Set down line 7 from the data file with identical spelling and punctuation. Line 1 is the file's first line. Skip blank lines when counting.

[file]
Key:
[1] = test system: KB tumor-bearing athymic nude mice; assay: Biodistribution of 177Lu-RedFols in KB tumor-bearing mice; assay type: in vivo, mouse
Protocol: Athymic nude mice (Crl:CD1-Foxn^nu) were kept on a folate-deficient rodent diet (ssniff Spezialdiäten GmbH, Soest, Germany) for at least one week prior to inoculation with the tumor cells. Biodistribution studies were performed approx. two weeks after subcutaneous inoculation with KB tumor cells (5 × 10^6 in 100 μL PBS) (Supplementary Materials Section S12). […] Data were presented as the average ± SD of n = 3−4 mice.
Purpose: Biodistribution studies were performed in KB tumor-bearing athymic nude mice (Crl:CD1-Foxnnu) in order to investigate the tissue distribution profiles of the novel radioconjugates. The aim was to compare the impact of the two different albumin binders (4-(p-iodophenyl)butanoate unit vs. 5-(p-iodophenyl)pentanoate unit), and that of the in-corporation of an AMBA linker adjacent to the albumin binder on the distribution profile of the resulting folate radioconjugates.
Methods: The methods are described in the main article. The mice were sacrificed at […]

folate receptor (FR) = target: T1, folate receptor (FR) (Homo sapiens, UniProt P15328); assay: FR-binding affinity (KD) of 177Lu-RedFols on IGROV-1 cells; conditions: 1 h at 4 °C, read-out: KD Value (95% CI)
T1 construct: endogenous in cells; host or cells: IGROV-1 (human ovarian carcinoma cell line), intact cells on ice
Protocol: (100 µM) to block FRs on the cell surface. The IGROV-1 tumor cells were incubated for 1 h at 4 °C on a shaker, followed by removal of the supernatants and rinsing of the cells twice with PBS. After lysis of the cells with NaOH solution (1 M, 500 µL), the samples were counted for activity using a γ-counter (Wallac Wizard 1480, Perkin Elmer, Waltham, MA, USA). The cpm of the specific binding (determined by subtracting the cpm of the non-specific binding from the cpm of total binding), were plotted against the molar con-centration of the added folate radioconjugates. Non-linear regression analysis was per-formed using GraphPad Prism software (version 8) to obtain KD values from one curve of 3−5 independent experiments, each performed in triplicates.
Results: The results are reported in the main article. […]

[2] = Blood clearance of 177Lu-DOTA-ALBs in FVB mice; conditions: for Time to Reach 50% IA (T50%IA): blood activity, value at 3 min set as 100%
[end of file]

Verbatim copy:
T1 construct: endogenous in cells; host or cells: IGROV-1 (human ovarian carcinoma cell line), intact cells on ice